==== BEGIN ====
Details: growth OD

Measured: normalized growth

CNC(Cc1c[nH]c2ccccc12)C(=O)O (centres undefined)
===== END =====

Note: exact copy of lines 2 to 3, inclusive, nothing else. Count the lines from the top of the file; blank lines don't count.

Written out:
Measured: normalized growth

CNC(Cc1c[nH]c2ccccc12)C(=O)O (centres undefined)